SEO, Subdomains, Site Architecture and Sitemaps

Today, (with slight hesitation in fear of giving away too much) I am electing to share an effective SEO method which incorporates the use of sitemaps, subdomains and site architecture. As a result, you will have the capacity to develop robust websites with colossal proportions using a coherent site and link architecture to virtually zero in on competitive rankings and long-tail keywords alike.

site-architecture

This involves the use of subfolder / naming conventionsSEO friendly titles, relevant semantic descriptions, pretty urls, subdomains and sitemaps.

By employing this strategy, it is similar to targeting the roots of a tree (the keywords stemming from a topic) to reach the leaves (top 10 rankings) by giving them a value (page) and then implement an internal link / irrigation system capable of producing its own secondary and tertiary ranking factors as a result of link cultivation.

Sitemaps do not have to have a passive (just for crawling) in contention to SEO. In fact, think of a sitemap as a two way street. On one hand, you can use sitemaps to increase crawl frequency and get more pages in a search engine’s index. On another level, you can use sitemaps as a ranking tool designed to “reverse funnel” ranking factors to the pages that need added link weight to hone in on competitive rankings (much like a powerful pipeline).

In order to take this tool which was considered passive and turn it into a very powerful internal link sculpting tool, you only need to apply a few fundamental protocols to implement this tactic.

When you look at a Wikipedia ranking, try looking beyond the topical layer and attempt to observe the infrastructure of why and how it got there. The topical layer (landing page) represents a relevant triangulation of on page relevance (title) with keyword / search term is prominent and first – brief descriptor and site referral loop (Wikipedia, the free encyclopedia) to round off the title tag /naming convention.

In addition, the keyword is also translated into a URL string on a sub domain [en.wikipedia.com/wiki/keyword] to truly concentrate the ranking factors. The tactful use of Sub domains is one SEO method to (a) expand the exact match domain / url to encroach on a more relevant keyword making a domain more specific to a topic.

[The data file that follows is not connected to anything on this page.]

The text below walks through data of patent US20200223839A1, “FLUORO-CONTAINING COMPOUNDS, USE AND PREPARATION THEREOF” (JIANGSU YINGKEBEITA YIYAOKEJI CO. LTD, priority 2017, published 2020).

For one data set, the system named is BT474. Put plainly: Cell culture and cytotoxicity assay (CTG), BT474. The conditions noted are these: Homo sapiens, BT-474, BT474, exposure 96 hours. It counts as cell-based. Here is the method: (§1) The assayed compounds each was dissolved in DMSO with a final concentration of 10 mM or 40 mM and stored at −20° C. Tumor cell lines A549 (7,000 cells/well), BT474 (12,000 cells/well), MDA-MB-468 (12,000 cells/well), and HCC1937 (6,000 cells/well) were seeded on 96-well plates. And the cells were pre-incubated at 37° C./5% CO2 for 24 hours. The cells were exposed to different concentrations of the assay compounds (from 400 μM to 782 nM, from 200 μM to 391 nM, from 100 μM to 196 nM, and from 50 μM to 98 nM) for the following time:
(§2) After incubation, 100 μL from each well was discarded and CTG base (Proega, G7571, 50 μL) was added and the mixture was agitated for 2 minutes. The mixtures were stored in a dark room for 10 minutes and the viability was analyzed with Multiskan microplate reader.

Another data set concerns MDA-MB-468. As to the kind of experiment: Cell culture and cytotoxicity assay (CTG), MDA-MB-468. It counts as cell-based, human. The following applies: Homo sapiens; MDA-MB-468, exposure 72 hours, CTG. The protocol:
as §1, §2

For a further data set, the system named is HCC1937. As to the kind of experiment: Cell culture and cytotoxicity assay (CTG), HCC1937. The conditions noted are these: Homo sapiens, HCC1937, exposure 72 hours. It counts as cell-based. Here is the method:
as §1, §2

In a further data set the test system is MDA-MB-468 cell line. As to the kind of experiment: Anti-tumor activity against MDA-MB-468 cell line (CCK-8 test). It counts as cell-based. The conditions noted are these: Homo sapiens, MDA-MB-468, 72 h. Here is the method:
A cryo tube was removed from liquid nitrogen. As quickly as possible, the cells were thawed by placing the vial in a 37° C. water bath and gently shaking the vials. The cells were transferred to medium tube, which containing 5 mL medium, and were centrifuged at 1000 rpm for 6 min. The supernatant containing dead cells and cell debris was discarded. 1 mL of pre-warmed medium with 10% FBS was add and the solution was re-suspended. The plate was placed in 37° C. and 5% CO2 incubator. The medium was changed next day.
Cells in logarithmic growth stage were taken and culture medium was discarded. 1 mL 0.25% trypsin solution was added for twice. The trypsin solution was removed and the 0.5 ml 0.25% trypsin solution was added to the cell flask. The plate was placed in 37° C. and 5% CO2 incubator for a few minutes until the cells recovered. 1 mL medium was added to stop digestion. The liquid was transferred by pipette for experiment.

There is virtually no limit to this on page SEO tactic as you can essentially expand the focus of any website to broaden the relevance funnel using the sub domain tactic. This means, with the right amount of links and content, you virtually scale the content and links pointing to each page in a website to function as the preferred landing page by consolidating internal and external links. This is known as the threshold or barrier to entry for that keyword, and each keyword has a unique tipping point until it gains momentum and ranking power.

An example of how Wikipedia employs site architecture for optimal SEO value is:

  • Topic1.domain.com as the base – which will require a sufficient amount of links to stem.
  • Topic1.domain.com/wiki/topic1-keyword (the wiki folder is where the magic happens).
  • Topic1 Keyword becomes first shingle in the title tag.
  • Topic1 Keyword becomes H1 header tag to emphasize relevance.
  • Topic1 anchor text from other pages all link to Topic1.domain.com/wiki/topic1-keyword

Yet, there is a hidden layer of SEO (the wiki folder) that most do not witness that is responsible for the prominent rankings based on site architecture the site produces.

What I am referring to is the other pages in the subfolder and non indexed pages responsible for shifting ranking factors  that allow the webmaster to add one more layer of relevance by controlling the anchor text that feeds the main silo/ subfolder or landing page.